This one came out of nowhere, but has quickly become my game of the year.
Officially ‘Clubhouse Games: 51 Worldwide Classics’, one Switch game purchase gets you, well, 51 classic games that are familiar, yet potentially new. This isn’t a port, though — each game has received a lot of polish for the casual players approaching them for the first time.
A look at Carrom — use the larger red checker-like piece to thwack your colored pieces into one of the four corner’s holes. Like pool, but with checkers.
Remember, you can’t copyright game mechanics
Let’s talk about one potential ‘how’d they do that?’ point. This game features ancient classics (Chess, Checkers, Ludo / Parcheesi, etc.) alongside generically-named modern classics (‘Last Card’ instead of Uno, ‘Yacht Dice’ instead of Yahtzee, ‘Four in a row’ instead of Connect Four). They’re the same mechanics, of course, just not using the elements of games that are copyrightable / trademarkable. It’s worth remembering, of course, that many of those modern classics are just older games with a veneer of originality to them.
A game night for one or two players
My wife and I have really enjoyed the local multiplayer versions of games — at least, the games that allow it. By their very nature, games with hidden information or hands are played by one player only, or one player per system. As a result, several of the card games are essentially one-player only unless you have multiple Switches.
With that said, one player has a great time against the local AI’s, or potentially the online play options (we’ve not yet tested them, but they are available). Many games have multiple levels of AI to give you a real challenge, though more luck-based games (like Yacht Dice) or score-based games (like the nine-holf golf game) just have one level’s worth of trophies.
Plenty of two-player, simultaneous play options make this an easy pick-up for couples that live together. We’ve quickly figured out who’s better at which games, but with so many to choose from, there are quite a few we’re pretty evenly matched at.
When you’re done with the games you’ve played before, how about a version of a game you’ve played / seen? Stuff like toy tennis, toy baseball, and toy curling (above) take elements from the real-world sports and recreate them in a classic, quasi-mechanical way. With toy tennis, you’re still chasing a ball around the court and thwacking it with a stringed racket. With toy baseball, you’re pitching a ball and trying to hit it. With toy curling, you take the classic ice sport and adapt it by trying to get your stone closest to the center.
This is definitively not the same as the real sport, or even other video game representations of the sport (in toy baseball, you can hit the batter or a runner without issue), but it makes for some delight in discovering what’s the same and what’s different.
A little too simple…?
This collection is aimed squarely at the casual player, not the hard-core player. Games like golf are ultra-simplified down to three clubs, a single nine-hole course, and auto-aiming at the pin, with only the variable wind creating any real challenge. Other games are engineered to be shorter than the versions you may have played before (Chinese checkers has six marbles to move and jump across the board instead of the traditional ten, for example).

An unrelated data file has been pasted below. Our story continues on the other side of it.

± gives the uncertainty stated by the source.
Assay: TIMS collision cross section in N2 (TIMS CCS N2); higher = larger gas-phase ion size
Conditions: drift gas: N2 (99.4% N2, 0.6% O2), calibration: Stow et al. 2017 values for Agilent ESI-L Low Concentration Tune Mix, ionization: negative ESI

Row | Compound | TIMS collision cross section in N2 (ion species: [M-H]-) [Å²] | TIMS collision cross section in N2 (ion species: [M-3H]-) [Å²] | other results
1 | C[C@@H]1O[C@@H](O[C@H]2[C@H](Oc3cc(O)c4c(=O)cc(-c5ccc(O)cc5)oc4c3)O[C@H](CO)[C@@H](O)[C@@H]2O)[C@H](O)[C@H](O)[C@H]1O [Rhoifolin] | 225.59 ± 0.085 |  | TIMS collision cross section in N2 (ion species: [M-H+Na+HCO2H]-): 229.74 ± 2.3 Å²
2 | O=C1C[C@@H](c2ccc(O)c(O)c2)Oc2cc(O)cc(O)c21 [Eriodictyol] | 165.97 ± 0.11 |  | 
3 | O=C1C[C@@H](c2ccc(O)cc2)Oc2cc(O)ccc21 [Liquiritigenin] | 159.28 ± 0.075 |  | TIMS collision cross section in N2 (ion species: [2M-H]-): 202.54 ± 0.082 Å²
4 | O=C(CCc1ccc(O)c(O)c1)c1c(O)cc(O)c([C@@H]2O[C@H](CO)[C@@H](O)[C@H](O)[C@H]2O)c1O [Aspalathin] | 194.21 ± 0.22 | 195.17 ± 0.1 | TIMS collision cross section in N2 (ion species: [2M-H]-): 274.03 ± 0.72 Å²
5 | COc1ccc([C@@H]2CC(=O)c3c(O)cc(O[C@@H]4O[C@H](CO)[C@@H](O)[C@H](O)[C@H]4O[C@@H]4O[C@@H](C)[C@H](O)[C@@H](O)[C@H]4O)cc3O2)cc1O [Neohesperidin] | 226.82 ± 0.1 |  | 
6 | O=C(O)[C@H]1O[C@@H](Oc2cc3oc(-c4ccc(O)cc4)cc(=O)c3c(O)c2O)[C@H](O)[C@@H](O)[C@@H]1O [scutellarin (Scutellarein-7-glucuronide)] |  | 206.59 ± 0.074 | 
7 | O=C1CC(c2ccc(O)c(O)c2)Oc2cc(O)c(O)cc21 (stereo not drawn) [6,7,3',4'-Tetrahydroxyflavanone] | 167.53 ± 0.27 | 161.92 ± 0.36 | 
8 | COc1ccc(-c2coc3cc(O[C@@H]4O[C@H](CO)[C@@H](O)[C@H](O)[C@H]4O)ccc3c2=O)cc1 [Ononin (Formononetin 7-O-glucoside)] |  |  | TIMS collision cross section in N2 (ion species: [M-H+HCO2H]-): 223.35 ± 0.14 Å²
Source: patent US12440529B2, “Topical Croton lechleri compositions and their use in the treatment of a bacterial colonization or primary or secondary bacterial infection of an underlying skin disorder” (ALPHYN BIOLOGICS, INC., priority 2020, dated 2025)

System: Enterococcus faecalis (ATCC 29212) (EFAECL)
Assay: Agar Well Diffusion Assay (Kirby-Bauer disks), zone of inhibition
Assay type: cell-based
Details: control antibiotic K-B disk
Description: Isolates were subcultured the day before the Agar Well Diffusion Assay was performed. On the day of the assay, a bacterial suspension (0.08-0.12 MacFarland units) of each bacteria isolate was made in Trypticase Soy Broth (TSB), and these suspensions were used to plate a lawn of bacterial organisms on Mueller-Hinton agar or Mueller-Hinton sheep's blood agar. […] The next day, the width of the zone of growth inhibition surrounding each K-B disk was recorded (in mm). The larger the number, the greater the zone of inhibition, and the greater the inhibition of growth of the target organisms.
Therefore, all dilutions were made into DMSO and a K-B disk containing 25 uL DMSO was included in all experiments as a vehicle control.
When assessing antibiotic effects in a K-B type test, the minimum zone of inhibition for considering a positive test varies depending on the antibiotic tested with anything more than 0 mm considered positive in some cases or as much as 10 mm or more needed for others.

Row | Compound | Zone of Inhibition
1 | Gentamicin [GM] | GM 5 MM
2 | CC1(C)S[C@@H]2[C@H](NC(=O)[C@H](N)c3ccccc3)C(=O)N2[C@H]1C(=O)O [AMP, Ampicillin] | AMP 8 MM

Further, there’s no changing the rules to create house rules within the game, except in a few limited ways. Games like Texas Hold ‘Em and Blackjack lack some of the betting options traditionally found in those games, as one example). If you feel like creating your own house rules outside the game, then of course nothing’s stopping you from doing that.
The best bits
Bowling and darts offer a great excuse to stand up and physically move around a little.
Plenty of familiar games are around, including some you haven’t heard of or played before. It’s a great time to learn how to play hanafuda (a Japanese card game once manufactured by Nintendo) or backgammon, for example.
Games are highly polished, taught well (albeit in a saccharine-sweet sort of way), and all presented in an approachable way.
The trivia and a sense of progression is cute, and I appreciate seeing the balance of characters teaching (and winning) the game.
While there aren’t a bunch of unlockables, the Mario decks of cards are something I can easily see players wanting to buy a real-world version of.
If you’ve invested in a traditional / ‘professional’ controller, you’ll find it’s only useful when playing one-player games, and only the games that don’t require motion controls. For two-player games, you’ll have to use the individual Joy-Cons.
Some of the games in the selection haven’t aged well. Games that have perfect information are usually won by the more skilled player, or the player that made fewer mistakes. Other games have a pretty serious first-player advantage, with no real way of nerfing it except to make the starting player random.
The reasons to skip it
If you’re looking for dedicated, ‘full’ versions of any single game, you’re probably better off getting one of those instead. This title isn’t about to get you to a high-level of play in any particular game, not with things as simplified as they are.
It’s a minor quibble, but I feel like there are even more games that could be added — one notable game missing is Go (the included game ‘Gomoku’ is essentially ‘five in a row’ using a Go board and stones). Perhaps this is something to expect via updates or DLC. Something like a generic version of ‘Operation’, ‘Guess Who’, or ‘Battleship’ could all fit the brand / lineup pretty well, also.
Minor quibbles aside, this is probably the video game of the year for me. Yes, I’m biased as a board game designer, and I’ll freely admit I lack the attention span patience for bigger games. I’m also playing on a Switch, so until Fall Guys comes to the platform, this is my current favorite.